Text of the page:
The googans 'n' the mudman
AN OLD fisherman once told me, "Don't get too smart, matey! Don't take the mickey out of anyone because they're seasick, they've stuck the boat on the mud or fallen overboard, 'cos next time it might be you”.
I admit I love watching YouTube videos of people making mistakes in boats, but the words of that old salty seadog ring in my ears when I have a good chuckle at someone else's expense.
I'm a big believer in karma, but I suppose most of all I believe that if you do something for long enough you are likely to make a few mistakes yourself.
I was talking to some friends of mine recently who reminded me of a little "episode” we had once.
Now I can't name this person, but he is in the newspaper business, (not writing for them, rather chucking them over people's fences).
Let's just call him Mumbles.
We were at Caloundra and rather than Mumbles buy his own boat, he decided to come out in mine and do a bit of fishing and crabbing.
He brought a couple of his kids along and I had at least one of my tribe with me too.
Mumbles was a pretty good fisherman but not much of a boatie.
He made this clear as we passed under a road bridge in my boat.
The harbour-master marks the span of the bridge that you drive the boat through with a blue light shaped like a triangle and Mumbles asked my why they had a "bug zapper” on the bridge.
This wasn't the first time someone had asked me this same question. The last time someone made that observation I was on the flybridge of the police vessel "Brett T Handran” going under the Captain Cook bridge in Brisbane.
The person who asked that same question was the head copper in Queensland, the Commissioner.
I carefully thought out my answer and replied "They must have plenty of mozzies to deal with here sir”.
Whew, what a diplomat!
After a while when we'd pulled a few pots and harvested a couple of crabs it was time to head back.
Mumbles was grizzling because he was late for a date with a carton of Toohey's so I decided to take a risk. I decided to take a short cut through a shallow section.
My patience was unravelling and I needed to get this Googan* off my boat.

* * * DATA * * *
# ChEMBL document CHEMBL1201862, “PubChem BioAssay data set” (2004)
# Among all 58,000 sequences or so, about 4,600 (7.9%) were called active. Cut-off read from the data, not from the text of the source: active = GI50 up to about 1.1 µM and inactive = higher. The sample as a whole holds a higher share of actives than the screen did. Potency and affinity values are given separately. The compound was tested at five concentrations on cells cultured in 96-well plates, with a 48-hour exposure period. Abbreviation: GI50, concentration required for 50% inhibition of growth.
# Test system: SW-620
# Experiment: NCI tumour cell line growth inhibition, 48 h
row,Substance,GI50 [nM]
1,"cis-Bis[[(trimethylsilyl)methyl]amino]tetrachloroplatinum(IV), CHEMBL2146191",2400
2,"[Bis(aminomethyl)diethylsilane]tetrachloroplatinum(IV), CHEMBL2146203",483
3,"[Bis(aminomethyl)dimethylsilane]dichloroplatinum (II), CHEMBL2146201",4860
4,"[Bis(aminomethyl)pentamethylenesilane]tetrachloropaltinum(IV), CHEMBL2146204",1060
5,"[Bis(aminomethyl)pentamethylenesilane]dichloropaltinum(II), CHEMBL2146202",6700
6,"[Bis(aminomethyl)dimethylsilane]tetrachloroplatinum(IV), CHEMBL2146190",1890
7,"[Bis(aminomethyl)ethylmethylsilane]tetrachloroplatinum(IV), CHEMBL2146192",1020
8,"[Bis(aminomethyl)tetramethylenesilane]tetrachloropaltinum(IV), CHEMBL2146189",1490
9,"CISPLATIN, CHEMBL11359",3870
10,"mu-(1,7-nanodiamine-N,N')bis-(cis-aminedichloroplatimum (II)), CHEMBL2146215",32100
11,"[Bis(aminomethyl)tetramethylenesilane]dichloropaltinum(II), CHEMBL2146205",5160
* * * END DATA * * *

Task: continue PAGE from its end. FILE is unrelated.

I'd spent many a day crabbing in this location. The passage was very shallow in parts, there's not much tide and if you do run aground, you just lift the engine up and push the boat off the bank, simple.
I took on the short cut and lost. The boat pulled up abruptly and stopped.
"Don't worry,” I said as I stepped off the back of the boat onto what I thought would be firm sand, "We'll be of in a jiffy.”
Firm sand, umm no.
Thick sticky goo about the consistency and colour of chocolate mousse engulfed my body up to the neck.
I struggled in the muck looking like an overweight Tarzan stuck in quicksand,
Mumbles said later it was more like a pink hippo rolling in a mud hole.
Mumbles and the kids cracked up as I struggled for my life. Somehow, with strength from places unknown, I managed to stay above the water and mud and pushed the boat over the "sand” bank.
I climbed back on board. To say I was muddy would be like calling the Sahara a sandbox. There was mud from head to foot. My pockets and even my jocks were full of it. I stripped down and washed myself off with a few buckets of seawater. I looked at Mumbles and his boys and saw the looks of horror on their faces as I sluiced the mud from my now naked body. My kids had seen it all before. Don't worry, one said, "at least we're not in the middle of the city this time”.
Mumbles and his kids haven't been out on the boat again. There's a boat in his driveway now that he grumbles about from time to time but he reckons it's worth it... at least for his children's eyesight.
*Googan. A term of derision that fishermen with boats used to describe shore-based fishermen.